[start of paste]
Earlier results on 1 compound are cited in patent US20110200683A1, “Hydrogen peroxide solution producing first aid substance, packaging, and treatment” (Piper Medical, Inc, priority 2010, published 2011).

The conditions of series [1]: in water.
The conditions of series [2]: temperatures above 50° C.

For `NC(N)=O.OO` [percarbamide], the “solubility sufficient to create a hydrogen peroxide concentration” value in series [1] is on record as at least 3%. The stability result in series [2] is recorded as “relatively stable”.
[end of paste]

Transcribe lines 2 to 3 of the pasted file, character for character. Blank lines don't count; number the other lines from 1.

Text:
The conditions of series [1]: in water.
The conditions of series [2]: temperatures above 50° C.